Information on all forms of transport is available from Traveline Scotland. From 1876 until 1931 the Campbeltown and Machrihanish Light Railway operated, duke of Kintyre Marquess of Kintyre and Lorne The Mull of Kintyre test is said to be an unofficial guideline of the British Board of Film Classification for the censorship of adult films and images. Kildonald Bay The best known of these is Paul McCartneys 1977 track Mull of Kintyre, the song was written in tribute to the picturesque peninsula, where McCartney has owned High Park Farm since 1966, and its headland or Mull of Kintyre. The song was Wings biggest hit in the United Kingdom where it became Christmas number one, and was the first single to sell over two million copies in the United Kingdom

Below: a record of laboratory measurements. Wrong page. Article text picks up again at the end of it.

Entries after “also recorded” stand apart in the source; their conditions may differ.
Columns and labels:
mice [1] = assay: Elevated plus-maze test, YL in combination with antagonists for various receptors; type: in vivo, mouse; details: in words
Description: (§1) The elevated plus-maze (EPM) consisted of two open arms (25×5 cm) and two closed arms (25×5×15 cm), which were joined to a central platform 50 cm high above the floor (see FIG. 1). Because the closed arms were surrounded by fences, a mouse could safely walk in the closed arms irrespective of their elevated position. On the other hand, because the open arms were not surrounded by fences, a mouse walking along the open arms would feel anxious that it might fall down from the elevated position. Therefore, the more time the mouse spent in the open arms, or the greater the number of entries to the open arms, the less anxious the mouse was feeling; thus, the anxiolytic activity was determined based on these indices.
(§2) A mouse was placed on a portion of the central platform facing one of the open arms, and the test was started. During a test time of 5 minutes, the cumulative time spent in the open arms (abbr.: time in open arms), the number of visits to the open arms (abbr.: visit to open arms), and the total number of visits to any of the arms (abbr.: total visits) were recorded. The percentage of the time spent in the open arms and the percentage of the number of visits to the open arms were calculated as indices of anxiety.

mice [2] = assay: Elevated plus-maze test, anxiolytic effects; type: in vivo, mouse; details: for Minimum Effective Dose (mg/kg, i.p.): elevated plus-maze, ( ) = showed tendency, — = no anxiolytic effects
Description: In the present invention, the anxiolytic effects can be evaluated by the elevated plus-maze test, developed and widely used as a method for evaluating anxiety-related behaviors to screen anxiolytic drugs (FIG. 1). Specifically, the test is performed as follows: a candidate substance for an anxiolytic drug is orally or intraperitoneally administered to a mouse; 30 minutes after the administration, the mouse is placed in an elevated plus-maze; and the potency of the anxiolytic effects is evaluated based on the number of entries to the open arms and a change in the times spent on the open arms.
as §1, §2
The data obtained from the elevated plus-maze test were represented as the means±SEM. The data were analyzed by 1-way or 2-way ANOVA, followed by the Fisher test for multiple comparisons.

Coldingham is a village and parish in Berwickshire, Scottish Borders, on Scotlands southeast coastline, north of Eyemouth. The parish lies in the east of the Lammermuir district and is the second largest civil parish by area in the county of Berwickshire and it was included in the former Berwickshire District of Borders Region, by the Local Government Act 1973, from 1975 to 1996. Before the Reformation a vaguely defined jurisdiction known as Coldinghamshire was linked to Coldingham Priory, by 15th century there is some indication that the civil administration was gradually attaining paramount sway with the consent of the Church itself. The barony of Coldingham, which included Eyemouth and other adjacent to the parish of Coldingham continued as a jurisdiction into the 17th and 18th centuries. Because of the size of the parish, a chapel was set-up for the interior or western part of the parish in 1794. Houndwood was made a parish for the western part of Coldingham in 1851. This parish is now linked to Ayton and is served by places of worship at Reston, the church itself became a crematorium in 2015 A Parochial Board was established under the Poor Law Act 1845.